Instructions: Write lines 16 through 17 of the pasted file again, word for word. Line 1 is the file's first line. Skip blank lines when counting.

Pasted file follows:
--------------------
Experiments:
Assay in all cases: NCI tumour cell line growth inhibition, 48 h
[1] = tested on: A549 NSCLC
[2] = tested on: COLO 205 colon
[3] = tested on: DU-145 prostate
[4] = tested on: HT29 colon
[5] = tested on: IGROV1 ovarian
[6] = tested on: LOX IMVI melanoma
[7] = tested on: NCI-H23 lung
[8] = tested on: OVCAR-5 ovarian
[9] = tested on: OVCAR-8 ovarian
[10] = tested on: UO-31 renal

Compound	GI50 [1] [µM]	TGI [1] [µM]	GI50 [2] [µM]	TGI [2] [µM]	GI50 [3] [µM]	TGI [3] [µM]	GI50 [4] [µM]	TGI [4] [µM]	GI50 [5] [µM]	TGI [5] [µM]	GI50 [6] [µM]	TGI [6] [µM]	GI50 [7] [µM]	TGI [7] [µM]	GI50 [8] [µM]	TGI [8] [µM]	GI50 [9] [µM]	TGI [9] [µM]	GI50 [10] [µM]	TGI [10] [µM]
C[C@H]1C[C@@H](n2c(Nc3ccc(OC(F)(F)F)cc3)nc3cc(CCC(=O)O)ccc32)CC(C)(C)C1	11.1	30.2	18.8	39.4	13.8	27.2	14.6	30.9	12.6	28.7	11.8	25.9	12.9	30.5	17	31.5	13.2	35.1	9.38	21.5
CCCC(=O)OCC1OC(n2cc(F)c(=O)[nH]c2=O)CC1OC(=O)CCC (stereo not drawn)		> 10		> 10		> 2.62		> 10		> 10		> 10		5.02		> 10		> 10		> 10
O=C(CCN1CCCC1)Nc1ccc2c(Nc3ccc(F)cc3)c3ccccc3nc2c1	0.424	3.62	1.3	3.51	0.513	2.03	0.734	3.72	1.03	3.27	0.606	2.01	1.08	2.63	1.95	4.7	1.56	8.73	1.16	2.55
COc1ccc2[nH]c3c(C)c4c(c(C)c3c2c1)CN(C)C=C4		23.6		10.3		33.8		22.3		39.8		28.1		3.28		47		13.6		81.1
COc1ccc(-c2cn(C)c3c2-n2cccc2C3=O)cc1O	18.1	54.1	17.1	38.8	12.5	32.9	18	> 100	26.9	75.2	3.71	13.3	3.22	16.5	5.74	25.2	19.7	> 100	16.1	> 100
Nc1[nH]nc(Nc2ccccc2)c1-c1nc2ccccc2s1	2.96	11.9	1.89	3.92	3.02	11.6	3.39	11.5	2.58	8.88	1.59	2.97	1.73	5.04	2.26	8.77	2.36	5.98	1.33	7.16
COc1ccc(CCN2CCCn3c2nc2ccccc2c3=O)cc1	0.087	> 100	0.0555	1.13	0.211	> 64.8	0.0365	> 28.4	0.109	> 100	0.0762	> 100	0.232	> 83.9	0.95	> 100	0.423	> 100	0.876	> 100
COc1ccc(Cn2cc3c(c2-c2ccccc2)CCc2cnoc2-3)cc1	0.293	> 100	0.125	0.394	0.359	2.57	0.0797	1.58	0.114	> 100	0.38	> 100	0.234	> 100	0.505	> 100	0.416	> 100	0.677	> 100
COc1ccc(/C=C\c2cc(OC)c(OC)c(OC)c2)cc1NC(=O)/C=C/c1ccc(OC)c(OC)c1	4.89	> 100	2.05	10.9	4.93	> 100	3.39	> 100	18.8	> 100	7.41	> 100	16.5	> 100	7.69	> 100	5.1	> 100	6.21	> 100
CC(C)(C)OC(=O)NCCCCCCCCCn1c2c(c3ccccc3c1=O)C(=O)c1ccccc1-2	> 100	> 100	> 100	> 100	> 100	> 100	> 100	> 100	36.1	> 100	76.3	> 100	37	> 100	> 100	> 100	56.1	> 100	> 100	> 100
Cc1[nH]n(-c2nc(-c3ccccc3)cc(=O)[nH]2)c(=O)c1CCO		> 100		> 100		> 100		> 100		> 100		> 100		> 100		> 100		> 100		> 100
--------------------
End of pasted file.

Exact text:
O=C(CCN1CCCC1)Nc1ccc2c(Nc3ccc(F)cc3)c3ccccc3nc2c1	0.424	3.62	1.3	3.51	0.513	2.03	0.734	3.72	1.03	3.27	0.606	2.01	1.08	2.63	1.95	4.7	1.56	8.73	1.16	2.55
COc1ccc2[nH]c3c(C)c4c(c(C)c3c2c1)CN(C)C=C4		23.6		10.3		33.8		22.3		39.8		28.1		3.28		47		13.6		81.1